Revised workers' comp bill unveiled by Oklahoma House

BY ZEKE CAMPFIELD zcampfield@opubco.com Published: April 5, 2013

“Because of the cuts to the middle some of the cuts the Senate had made in the original version were not that much of a cost driver,” Osborn said “From what they told us, we should be very close to the same (cost) scoring the Senate bill had.”

Backers said the new proposition would keep true to the fundamental focus of the overhaul — reduced system costs and a system that would get injured employees back to work more quickly.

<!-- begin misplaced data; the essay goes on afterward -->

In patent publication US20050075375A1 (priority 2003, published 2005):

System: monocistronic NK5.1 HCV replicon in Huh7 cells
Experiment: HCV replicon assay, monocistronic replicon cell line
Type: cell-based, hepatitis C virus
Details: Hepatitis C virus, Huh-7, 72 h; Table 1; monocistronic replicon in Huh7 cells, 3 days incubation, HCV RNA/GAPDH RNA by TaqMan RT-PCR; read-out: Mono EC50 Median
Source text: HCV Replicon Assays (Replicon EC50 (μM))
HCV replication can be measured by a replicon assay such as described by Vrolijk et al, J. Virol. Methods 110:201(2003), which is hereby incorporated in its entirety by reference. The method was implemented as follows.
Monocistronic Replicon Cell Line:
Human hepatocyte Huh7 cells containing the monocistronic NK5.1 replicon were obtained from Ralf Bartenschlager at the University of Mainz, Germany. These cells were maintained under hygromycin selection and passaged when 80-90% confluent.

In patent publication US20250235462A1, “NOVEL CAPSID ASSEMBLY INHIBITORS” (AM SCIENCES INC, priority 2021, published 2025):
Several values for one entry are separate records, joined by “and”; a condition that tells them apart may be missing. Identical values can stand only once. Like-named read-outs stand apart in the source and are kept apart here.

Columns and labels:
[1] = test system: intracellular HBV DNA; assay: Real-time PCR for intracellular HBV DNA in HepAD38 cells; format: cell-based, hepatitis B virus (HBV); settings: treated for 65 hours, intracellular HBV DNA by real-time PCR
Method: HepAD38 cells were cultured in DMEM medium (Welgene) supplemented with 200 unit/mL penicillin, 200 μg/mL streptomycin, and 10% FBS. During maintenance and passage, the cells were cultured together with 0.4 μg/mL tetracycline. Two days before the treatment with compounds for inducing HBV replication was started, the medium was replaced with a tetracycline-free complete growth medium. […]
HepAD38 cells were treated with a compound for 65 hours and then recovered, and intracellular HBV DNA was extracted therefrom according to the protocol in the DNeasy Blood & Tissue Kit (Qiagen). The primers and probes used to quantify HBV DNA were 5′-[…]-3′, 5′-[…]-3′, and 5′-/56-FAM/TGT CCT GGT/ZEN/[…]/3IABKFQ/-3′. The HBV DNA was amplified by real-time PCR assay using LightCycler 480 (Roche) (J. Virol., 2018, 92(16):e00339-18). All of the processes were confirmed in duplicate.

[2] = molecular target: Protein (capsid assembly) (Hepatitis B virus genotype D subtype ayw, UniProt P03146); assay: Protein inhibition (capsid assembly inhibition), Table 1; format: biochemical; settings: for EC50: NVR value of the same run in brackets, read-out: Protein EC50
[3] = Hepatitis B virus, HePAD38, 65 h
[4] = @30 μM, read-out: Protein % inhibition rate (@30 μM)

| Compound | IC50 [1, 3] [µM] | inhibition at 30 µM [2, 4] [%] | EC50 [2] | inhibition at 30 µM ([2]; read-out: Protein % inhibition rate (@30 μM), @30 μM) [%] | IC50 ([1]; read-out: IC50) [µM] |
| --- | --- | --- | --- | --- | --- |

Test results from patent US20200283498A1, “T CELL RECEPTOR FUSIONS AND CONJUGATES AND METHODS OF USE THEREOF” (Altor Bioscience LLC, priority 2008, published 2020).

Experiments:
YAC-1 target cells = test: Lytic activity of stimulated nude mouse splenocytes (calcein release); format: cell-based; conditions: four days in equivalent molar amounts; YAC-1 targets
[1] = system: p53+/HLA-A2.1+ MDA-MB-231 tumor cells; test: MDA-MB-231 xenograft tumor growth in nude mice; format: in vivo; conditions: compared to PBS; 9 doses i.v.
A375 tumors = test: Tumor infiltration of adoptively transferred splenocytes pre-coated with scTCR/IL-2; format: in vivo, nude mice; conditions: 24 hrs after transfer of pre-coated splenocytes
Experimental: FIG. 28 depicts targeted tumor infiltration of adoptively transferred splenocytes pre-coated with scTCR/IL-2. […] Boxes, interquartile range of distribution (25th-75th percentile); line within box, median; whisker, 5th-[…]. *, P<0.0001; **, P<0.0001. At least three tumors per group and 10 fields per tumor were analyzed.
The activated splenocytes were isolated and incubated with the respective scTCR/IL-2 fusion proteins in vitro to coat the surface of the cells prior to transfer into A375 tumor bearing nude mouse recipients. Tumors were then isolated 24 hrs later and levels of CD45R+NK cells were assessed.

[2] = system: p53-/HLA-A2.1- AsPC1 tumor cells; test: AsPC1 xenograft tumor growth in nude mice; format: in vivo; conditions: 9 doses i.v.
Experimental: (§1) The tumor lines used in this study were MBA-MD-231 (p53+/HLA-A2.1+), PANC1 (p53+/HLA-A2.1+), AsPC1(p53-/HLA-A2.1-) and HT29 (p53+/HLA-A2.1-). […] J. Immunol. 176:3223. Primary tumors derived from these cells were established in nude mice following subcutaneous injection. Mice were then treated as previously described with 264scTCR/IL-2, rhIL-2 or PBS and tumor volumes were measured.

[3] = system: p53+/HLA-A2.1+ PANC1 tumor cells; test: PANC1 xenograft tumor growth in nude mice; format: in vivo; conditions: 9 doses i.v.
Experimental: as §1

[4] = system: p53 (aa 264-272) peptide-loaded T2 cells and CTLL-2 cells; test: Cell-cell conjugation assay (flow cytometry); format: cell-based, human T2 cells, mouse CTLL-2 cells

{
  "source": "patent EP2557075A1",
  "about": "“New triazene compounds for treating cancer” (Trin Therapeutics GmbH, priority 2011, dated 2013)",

Cost savings

Mike Seney, a senior policy analyst for the State Chamber of Oklahoma, said cost savings are still anticipated in excess of $200 million under the new version of the bill.

“It does get rid of our court-based system and go through an administrative system, which Oklahoma employers have been working toward and stating that we needed for years now,” Seney said. “It's a good bill.”

Critics, however, maintain the bill — both the initial and the revised versions — protects employers and doctors by dumping long-held rights held by the state's workers.

“This is all about special interests wanting their way,” said Rep. Richard Morrissette, D-Oklahoma City.

“What's the difference between a court judge and an administrative judge except in this case the workers will not have an advocate?”


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